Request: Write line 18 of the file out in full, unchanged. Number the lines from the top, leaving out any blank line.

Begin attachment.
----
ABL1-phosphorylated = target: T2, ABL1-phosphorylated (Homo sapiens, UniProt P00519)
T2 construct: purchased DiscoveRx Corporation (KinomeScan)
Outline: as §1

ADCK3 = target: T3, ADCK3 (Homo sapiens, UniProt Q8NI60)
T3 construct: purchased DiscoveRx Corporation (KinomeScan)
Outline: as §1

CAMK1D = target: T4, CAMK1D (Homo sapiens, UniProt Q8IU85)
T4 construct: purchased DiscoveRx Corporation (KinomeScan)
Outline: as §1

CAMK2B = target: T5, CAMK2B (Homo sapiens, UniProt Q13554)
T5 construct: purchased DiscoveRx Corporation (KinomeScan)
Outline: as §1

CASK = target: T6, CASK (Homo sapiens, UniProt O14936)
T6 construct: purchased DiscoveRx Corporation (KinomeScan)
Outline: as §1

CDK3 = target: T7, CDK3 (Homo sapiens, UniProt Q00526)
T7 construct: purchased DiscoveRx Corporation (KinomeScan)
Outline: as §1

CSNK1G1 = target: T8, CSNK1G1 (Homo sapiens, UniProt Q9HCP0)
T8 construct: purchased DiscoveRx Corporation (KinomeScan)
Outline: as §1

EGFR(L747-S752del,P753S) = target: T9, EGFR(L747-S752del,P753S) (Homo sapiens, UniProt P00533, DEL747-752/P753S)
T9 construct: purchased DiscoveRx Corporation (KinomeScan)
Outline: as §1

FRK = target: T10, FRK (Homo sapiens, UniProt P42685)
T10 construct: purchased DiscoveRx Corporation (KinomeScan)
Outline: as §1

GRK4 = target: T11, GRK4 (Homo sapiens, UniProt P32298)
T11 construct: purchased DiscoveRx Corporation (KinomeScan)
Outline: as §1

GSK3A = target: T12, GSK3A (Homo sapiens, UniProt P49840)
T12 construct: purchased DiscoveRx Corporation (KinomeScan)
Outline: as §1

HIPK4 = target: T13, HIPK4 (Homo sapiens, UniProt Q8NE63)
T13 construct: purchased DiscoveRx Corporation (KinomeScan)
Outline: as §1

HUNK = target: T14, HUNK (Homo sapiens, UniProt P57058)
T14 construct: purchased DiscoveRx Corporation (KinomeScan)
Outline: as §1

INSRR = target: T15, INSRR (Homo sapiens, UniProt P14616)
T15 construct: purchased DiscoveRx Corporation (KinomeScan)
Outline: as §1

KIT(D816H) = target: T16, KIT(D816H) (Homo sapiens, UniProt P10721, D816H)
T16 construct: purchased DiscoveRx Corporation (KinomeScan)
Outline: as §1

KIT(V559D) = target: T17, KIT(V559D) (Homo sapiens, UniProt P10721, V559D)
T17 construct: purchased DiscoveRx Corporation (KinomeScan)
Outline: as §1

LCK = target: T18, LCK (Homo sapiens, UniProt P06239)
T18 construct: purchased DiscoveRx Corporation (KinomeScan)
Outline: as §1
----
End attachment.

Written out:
Outline: as §1